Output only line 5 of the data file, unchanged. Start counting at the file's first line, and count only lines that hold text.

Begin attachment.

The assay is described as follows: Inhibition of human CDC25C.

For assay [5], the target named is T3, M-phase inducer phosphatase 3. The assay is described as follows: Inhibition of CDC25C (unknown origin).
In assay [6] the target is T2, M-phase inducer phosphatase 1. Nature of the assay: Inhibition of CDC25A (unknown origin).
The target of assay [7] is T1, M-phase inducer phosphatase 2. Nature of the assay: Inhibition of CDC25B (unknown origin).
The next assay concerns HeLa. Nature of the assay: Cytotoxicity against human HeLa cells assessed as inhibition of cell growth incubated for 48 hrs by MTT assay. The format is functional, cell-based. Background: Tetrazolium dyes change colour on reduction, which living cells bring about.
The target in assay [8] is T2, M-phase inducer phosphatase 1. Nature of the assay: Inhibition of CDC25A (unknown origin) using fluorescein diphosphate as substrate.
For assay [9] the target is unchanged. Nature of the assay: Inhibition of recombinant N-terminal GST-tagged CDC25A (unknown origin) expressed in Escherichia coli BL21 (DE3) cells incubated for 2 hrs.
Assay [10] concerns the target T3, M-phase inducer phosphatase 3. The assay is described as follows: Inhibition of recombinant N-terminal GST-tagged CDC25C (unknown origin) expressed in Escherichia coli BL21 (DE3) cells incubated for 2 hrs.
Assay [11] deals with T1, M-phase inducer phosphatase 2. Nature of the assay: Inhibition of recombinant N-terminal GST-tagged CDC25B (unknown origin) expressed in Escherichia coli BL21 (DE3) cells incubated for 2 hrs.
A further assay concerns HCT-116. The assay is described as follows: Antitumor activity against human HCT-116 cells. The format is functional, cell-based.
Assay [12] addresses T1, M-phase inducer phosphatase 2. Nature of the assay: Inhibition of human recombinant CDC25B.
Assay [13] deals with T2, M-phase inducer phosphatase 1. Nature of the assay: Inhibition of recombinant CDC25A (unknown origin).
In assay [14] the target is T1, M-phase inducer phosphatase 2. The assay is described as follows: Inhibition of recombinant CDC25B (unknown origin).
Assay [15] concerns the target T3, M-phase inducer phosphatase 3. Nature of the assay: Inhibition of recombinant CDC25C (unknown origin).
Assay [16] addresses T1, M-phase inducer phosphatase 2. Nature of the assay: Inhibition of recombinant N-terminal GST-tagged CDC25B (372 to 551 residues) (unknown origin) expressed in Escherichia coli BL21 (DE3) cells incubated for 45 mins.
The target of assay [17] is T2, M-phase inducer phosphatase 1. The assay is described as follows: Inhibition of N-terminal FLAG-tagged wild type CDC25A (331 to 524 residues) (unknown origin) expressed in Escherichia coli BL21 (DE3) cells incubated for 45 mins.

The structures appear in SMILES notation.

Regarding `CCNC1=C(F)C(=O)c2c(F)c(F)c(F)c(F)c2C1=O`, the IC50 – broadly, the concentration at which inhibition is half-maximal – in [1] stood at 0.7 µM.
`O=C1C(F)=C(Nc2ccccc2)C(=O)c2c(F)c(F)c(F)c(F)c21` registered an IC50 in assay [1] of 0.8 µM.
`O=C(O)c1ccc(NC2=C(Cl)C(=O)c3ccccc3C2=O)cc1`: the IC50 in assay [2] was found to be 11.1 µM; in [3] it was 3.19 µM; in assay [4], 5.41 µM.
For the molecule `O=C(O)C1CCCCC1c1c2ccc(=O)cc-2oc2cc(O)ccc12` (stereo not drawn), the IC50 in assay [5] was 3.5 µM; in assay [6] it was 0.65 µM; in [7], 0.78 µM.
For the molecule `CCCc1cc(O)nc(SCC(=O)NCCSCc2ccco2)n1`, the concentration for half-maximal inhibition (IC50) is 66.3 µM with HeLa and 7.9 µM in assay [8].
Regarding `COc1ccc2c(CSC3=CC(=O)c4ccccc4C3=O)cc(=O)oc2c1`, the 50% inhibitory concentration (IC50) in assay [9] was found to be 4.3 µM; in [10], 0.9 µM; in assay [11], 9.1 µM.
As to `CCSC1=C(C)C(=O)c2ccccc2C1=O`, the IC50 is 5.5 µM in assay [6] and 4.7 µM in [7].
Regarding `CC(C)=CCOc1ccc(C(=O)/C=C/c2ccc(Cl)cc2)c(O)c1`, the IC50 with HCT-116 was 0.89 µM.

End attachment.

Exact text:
The next assay concerns HeLa. Nature of the assay: Cytotoxicity against human HeLa cells assessed as inhibition of cell growth incubated for 48 hrs by MTT assay. The format is functional, cell-based. Background: Tetrazolium dyes change colour on reduction, which living cells bring about.